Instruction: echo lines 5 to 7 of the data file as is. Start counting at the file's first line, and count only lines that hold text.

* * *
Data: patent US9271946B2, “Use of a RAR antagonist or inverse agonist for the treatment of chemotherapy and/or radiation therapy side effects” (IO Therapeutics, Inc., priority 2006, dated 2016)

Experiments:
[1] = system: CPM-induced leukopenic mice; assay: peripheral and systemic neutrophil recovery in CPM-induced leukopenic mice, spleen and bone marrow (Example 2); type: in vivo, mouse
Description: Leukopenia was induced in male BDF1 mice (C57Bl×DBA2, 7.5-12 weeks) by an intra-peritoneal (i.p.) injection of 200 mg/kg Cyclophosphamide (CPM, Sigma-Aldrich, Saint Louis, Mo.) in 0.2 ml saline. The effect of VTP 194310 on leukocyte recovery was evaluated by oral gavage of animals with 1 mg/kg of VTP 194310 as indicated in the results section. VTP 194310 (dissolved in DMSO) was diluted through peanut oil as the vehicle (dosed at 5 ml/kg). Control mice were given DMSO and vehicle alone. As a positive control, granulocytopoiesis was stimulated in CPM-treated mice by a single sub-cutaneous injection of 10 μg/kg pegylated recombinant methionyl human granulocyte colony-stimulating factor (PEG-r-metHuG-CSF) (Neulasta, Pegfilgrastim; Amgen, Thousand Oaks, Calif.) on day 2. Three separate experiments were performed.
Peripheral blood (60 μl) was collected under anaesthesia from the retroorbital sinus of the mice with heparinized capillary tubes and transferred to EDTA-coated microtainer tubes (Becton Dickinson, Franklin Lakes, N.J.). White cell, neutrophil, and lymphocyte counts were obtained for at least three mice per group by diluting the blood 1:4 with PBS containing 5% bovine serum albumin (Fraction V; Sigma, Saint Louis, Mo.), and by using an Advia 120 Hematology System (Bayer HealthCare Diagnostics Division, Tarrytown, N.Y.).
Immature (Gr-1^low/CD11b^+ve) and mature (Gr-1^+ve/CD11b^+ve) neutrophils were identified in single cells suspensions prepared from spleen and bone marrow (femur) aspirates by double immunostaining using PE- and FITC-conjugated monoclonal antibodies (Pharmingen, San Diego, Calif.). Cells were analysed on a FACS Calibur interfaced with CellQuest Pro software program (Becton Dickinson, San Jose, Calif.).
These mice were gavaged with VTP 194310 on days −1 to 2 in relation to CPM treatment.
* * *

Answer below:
Peripheral blood (60 μl) was collected under anaesthesia from the retroorbital sinus of the mice with heparinized capillary tubes and transferred to EDTA-coated microtainer tubes (Becton Dickinson, Franklin Lakes, N.J.). White cell, neutrophil, and lymphocyte counts were obtained for at least three mice per group by diluting the blood 1:4 with PBS containing 5% bovine serum albumin (Fraction V; Sigma, Saint Louis, Mo.), and by using an Advia 120 Hematology System (Bayer HealthCare Diagnostics Division, Tarrytown, N.Y.).
Immature (Gr-1^low/CD11b^+ve) and mature (Gr-1^+ve/CD11b^+ve) neutrophils were identified in single cells suspensions prepared from spleen and bone marrow (femur) aspirates by double immunostaining using PE- and FITC-conjugated monoclonal antibodies (Pharmingen, San Diego, Calif.). Cells were analysed on a FACS Calibur interfaced with CellQuest Pro software program (Becton Dickinson, San Jose, Calif.).
These mice were gavaged with VTP 194310 on days −1 to 2 in relation to CPM treatment.